I have fond memories of the people I came to know and of their passion for their work. And while I knew that UCSD was a hub of research, I didn't fully appreciate how vibrant the research community was until I moved away. I also miss the beauty of San Diego, its cultural and recreational offerings, and‒of course‒the climate. Where I live now in the Midwest, I enjoy the change of seasons and the fantastic quality of life, even though it includes a lot of snow-shoveling and no visits to the beach.
How have you found the transition from UCSD to Lawrence? Have there been any particular challenges associated with moving from a CogSci department to an Education department?
You can imagine what a sea change it was to move from a major research university to a residential liberal arts college. Sometimes I wonder whether I'm the only cognitive scientist within a hundred miles. Here I get to teach courses on many different topics, some beyond my field, and I interact with colleagues from across the university on a daily basis. What I miss is having colleagues in my own field to talk with and sharing ideas through regular research talks and lab meetings. Going to conferences is a lifeline: it reconnects me with others in my field. The pace of research is also slower here. Because of my many teaching and service responsibilities, it takes longer to finish a project and it's harder to find time to read journals or to write.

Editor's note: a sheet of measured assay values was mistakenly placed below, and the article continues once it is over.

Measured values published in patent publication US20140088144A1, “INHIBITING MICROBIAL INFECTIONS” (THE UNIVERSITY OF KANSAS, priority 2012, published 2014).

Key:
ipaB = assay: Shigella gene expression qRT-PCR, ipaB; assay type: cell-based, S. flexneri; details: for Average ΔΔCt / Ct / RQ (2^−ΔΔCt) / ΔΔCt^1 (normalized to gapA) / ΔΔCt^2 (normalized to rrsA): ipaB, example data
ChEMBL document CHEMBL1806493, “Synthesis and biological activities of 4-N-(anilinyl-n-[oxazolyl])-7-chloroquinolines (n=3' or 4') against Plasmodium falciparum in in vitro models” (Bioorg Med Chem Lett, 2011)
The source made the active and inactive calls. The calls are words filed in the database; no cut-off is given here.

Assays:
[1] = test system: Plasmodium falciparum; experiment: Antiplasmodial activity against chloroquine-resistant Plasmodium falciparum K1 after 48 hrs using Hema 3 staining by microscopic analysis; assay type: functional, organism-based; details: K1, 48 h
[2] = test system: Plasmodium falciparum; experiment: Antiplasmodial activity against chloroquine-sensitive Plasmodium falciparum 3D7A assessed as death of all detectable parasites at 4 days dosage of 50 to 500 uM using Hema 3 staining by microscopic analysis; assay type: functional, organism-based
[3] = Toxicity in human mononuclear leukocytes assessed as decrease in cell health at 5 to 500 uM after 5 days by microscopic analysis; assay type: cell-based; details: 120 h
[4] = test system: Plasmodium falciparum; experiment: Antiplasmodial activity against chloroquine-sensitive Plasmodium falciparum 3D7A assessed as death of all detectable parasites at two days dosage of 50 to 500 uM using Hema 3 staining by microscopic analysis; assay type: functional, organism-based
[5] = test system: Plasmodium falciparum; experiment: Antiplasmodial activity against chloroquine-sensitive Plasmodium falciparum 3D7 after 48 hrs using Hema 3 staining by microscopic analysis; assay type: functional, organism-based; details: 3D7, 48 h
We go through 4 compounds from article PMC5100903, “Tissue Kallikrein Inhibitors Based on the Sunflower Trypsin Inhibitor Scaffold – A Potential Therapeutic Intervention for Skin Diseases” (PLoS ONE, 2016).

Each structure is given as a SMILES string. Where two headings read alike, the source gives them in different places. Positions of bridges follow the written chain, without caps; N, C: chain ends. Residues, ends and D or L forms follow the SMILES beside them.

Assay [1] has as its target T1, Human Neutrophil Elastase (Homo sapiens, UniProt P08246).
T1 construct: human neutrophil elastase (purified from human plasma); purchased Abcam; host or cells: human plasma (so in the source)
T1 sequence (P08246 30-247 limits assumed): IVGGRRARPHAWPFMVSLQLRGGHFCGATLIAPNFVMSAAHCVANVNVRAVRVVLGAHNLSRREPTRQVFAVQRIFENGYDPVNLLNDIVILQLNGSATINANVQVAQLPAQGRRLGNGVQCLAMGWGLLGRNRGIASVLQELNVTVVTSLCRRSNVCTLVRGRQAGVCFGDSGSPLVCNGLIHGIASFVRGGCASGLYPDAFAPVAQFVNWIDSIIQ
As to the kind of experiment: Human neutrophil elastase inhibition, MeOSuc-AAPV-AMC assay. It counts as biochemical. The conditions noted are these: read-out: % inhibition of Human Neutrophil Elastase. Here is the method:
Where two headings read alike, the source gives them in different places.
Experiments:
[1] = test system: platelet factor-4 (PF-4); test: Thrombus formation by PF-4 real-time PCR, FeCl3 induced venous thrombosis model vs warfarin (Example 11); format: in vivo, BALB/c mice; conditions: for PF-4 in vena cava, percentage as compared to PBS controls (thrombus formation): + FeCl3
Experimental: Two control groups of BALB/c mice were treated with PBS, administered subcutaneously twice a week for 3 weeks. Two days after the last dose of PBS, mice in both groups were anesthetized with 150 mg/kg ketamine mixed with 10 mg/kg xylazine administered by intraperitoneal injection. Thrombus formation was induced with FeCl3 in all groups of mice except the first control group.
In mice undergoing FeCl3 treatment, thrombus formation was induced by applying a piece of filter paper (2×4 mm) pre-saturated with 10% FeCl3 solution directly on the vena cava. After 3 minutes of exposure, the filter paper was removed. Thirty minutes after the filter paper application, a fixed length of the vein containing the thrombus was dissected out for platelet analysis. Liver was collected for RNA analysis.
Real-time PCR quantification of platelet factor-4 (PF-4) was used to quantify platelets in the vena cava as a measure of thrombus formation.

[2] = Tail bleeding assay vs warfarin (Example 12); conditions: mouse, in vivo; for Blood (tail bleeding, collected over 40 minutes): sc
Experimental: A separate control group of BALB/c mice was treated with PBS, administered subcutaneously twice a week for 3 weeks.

Moving to an education department has been exciting because it gives me an applied focus and keeps me involved in the world beyond the laboratory. I teach required courses in the teacher certification program, on topics such as the psychology of learning, reading comprehension, and learners with exceptionalities, so I have had to learn more about these areas. These courses enroll students from majors across the college, including many students in the Conservatory of Music, and each course has a practicum component. I see the same students in my introductory and advanced courses, and I often mentor their student teaching, so I get to see them apply what they've been learning as they move into life beyond the university.
While being half of a two-person department forces me to pay close attention to the education side of things, it's up to me to keep the cognitive science side going. I offer a seminar once a year in one of my research areas. My cognitive linguistics course is now part of the linguistics core, and my distributed cognition course attracts a small group of students from a variety of majors. In these courses I can delve more deeply into cognitive science topics and work with students who are oriented more toward research. Several students from my seminar last spring recently had their projects accepted for presentation at the International Cognitive Linguistics Conference, so now they're continuing their research through independent study. Lawrence has a strong tradition of tutorials and independent studies beyond the standard curriculum, so even though we have no graduate students, I do find opportunities to work one-on-one with students on specialized topics. The students graduate quickly, though, making it hard to sustain a program of research.
What parts of your job now do you get most jazzed up about?